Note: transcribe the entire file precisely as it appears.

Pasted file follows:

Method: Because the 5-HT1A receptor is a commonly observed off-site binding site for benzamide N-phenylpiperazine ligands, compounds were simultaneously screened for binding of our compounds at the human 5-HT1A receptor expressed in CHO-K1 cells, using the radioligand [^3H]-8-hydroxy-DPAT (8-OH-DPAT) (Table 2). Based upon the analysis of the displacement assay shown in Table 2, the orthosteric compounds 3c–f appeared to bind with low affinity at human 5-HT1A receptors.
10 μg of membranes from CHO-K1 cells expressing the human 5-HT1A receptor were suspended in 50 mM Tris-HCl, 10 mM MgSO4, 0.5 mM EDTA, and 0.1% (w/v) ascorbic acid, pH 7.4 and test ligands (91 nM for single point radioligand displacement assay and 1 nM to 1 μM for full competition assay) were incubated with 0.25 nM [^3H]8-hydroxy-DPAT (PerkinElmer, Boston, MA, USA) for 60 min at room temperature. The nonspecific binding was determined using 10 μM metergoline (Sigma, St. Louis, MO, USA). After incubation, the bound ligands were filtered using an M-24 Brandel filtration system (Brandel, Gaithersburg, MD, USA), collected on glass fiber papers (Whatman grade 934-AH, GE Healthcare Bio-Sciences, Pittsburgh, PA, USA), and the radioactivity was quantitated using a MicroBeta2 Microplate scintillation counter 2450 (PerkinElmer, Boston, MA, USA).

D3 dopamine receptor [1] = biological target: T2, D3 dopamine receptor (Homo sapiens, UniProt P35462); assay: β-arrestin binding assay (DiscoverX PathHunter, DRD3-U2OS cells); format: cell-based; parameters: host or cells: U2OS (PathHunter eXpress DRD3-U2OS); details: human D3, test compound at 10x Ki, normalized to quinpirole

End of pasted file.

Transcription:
Method: Because the 5-HT1A receptor is a commonly observed off-site binding site for benzamide N-phenylpiperazine ligands, compounds were simultaneously screened for binding of our compounds at the human 5-HT1A receptor expressed in CHO-K1 cells, using the radioligand [^3H]-8-hydroxy-DPAT (8-OH-DPAT) (Table 2). Based upon the analysis of the displacement assay shown in Table 2, the orthosteric compounds 3c–f appeared to bind with low affinity at human 5-HT1A receptors.
10 μg of membranes from CHO-K1 cells expressing the human 5-HT1A receptor were suspended in 50 mM Tris-HCl, 10 mM MgSO4, 0.5 mM EDTA, and 0.1% (w/v) ascorbic acid, pH 7.4 and test ligands (91 nM for single point radioligand displacement assay and 1 nM to 1 μM for full competition assay) were incubated with 0.25 nM [^3H]8-hydroxy-DPAT (PerkinElmer, Boston, MA, USA) for 60 min at room temperature. The nonspecific binding was determined using 10 μM metergoline (Sigma, St. Louis, MO, USA). After incubation, the bound ligands were filtered using an M-24 Brandel filtration system (Brandel, Gaithersburg, MD, USA), collected on glass fiber papers (Whatman grade 934-AH, GE Healthcare Bio-Sciences, Pittsburgh, PA, USA), and the radioactivity was quantitated using a MicroBeta2 Microplate scintillation counter 2450 (PerkinElmer, Boston, MA, USA).

D3 dopamine receptor [1] = biological target: T2, D3 dopamine receptor (Homo sapiens, UniProt P35462); assay: β-arrestin binding assay (DiscoverX PathHunter, DRD3-U2OS cells); format: cell-based; parameters: host or cells: U2OS (PathHunter eXpress DRD3-U2OS); details: human D3, test compound at 10x Ki, normalized to quinpirole